Heavy rain on already saturated ground could result in disruption.
Severe weather warnings, the fourth named storm of the season, is bringing potentially damaging gusts of wind across northern England in particular at times today (Saturday), while the frontal systems associated with the storm are bringing heavy rain to some parts of northern Britain.
The heaviest rain is expected on west facing hills and mountains from north Wales northwards and a Red 'take action' warning for rain is now in force for parts of Cumbria and the Scottish Borders. Rainfall totals of 150 to 200 mm are expected in places across Cumbria today, especially over exposed mountains, whilst parts of the Scottish Borders can expect to see in excess of 60mm. In addition significant impacts are likely across a broad area of northern England, western Scotland and Northern Ireland.
An Amber 'be prepared' warning for wind is in place for parts of the SE of Scotland and NE of England, parts of the Pennines with gusts of 70-80mph likely this afternoon and evening.
The wind and rain are expected to peak this afternoon and evening, however flood impacts will continue though the evening and night as water flows into the river system and out to sea.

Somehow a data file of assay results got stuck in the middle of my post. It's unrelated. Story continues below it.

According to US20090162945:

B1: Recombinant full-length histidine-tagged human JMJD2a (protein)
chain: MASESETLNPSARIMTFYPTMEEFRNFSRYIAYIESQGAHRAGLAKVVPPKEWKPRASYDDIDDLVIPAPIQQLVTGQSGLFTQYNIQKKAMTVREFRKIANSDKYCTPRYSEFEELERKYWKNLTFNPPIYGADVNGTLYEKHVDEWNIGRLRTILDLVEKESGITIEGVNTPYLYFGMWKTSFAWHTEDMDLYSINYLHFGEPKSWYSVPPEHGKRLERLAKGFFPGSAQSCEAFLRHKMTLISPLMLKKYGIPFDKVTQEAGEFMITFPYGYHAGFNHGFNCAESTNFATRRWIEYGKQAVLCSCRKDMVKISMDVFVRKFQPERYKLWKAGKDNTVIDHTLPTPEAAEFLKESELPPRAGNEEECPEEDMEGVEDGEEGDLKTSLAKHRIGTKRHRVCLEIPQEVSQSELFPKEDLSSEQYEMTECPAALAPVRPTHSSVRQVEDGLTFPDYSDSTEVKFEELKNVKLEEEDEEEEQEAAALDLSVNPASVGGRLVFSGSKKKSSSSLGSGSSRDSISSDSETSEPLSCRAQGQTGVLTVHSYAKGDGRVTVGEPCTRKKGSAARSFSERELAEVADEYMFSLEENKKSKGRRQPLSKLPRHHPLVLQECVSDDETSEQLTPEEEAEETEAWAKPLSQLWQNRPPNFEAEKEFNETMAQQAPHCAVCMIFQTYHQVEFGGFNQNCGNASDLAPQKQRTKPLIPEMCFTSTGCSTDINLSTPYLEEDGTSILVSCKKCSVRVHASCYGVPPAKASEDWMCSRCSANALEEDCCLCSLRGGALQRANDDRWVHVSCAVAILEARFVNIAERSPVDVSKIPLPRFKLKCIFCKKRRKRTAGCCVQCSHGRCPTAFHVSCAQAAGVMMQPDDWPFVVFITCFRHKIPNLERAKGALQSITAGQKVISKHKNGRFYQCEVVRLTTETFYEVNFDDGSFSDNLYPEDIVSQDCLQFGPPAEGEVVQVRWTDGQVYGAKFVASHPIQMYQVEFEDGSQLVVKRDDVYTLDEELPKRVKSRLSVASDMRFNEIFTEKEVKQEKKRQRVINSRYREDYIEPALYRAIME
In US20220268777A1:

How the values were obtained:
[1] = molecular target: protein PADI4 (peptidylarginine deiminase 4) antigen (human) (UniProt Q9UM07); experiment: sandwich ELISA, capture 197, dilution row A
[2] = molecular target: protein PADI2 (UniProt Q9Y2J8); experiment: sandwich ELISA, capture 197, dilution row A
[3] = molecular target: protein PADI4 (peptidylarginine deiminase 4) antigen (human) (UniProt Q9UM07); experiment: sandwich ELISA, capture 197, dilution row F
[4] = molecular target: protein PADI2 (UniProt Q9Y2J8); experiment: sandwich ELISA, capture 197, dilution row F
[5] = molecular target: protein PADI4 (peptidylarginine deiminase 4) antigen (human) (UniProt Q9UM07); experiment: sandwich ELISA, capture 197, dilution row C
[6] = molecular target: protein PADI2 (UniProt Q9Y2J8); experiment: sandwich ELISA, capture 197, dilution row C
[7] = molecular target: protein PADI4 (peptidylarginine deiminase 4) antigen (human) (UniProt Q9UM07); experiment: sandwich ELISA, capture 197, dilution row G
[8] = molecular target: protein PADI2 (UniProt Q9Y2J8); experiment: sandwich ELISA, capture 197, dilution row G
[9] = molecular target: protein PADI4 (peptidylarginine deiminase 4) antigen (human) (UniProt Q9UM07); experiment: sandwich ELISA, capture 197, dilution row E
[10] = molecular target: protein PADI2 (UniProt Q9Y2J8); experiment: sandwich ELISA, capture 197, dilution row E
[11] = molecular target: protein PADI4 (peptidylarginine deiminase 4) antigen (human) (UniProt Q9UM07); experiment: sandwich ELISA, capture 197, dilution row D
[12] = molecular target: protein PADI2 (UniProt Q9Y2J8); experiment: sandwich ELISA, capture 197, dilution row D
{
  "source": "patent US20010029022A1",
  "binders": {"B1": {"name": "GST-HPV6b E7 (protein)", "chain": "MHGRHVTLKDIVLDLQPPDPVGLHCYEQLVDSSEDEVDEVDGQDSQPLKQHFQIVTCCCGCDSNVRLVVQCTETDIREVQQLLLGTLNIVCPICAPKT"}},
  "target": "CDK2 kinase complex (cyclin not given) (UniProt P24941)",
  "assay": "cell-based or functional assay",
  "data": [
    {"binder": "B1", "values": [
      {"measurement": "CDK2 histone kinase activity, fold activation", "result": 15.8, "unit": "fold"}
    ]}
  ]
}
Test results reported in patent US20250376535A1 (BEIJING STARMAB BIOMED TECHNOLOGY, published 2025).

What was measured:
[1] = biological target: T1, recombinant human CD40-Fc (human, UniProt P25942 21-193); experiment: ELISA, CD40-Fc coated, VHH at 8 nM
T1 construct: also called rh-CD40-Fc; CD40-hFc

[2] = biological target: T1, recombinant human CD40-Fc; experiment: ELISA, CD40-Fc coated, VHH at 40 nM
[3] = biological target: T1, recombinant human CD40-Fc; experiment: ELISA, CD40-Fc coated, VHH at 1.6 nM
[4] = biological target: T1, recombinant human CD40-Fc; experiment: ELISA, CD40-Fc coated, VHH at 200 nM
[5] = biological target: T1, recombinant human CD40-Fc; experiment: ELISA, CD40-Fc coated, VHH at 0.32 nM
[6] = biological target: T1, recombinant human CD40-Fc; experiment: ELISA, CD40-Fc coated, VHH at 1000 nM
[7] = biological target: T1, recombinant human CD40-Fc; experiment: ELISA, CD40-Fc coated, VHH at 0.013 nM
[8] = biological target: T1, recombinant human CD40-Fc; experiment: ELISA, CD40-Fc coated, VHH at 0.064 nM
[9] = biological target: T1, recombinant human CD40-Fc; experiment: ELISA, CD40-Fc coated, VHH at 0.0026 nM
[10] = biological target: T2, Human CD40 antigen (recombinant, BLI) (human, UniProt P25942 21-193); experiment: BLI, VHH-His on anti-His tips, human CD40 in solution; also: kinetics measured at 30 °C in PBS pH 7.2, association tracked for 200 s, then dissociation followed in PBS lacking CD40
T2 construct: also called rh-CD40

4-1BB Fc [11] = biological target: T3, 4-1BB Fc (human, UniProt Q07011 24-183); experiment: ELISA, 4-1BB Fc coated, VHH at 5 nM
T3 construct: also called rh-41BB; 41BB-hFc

The Environment Agency has severe flood warnings in place for parts of the River Tyne in Northumberland and across Cumbria. They are warning residents in Carlisle to prepare for very high river levels. They also warn that significant flooding is likely from rivers and surface water across parts of Lancashire, the West Pennines and the Cheviot Hills, while the River Ouse in Yorkshire is continuing to rise, with levels likely to be raised until Tuesday.
Marc Becker, Scottish Environment Protection Agency's Hydrology Duty Manager, said: "Heavy rain will continue to affect much of Scotland throughout the rest of the day (Saturday). Rivers rose significantly overnight and they will continue to rise and remain very high throughout today. There has already been significant transport disruption, including on some main roads and rail links and some property flooding across areas of central and southern Scotland. SEPA will continue to monitor the situation and publish flood warnings and information online. People can also report incidents of flooding, whether from sea, rivers or in towns on our website."
The last time we issued a red warning was on 12 February 2014 for Winter storms, January to February 2014 across Wales and northern England. Maximum recorded gust speeds included 108 mph at Aberdaron, Gwynedd, 96 mph at Lake Vyrnwy (Powys) and 93 mph at Capel Curig (Gwynedd) - close to record values. The highest gust speed on record for North Wales is 112 mph at Aberdaron on 24 December 1997. This was one of the most significant storms to affect Wales and north-west England in recent decades.
The weather system will clear southwards during the early hours of Sunday leaving less windy, calmer, colder, showery weather for Scotland and Northern Ireland. These showers could be wintry on hills, mainly above 300m.
You can keep up to date with the latest forecast using our five day Seven day forecast pages, the latest weather warnings on our Severe weather warnings pages and find out What are the National Severe Weather Warning Service Impact tables?.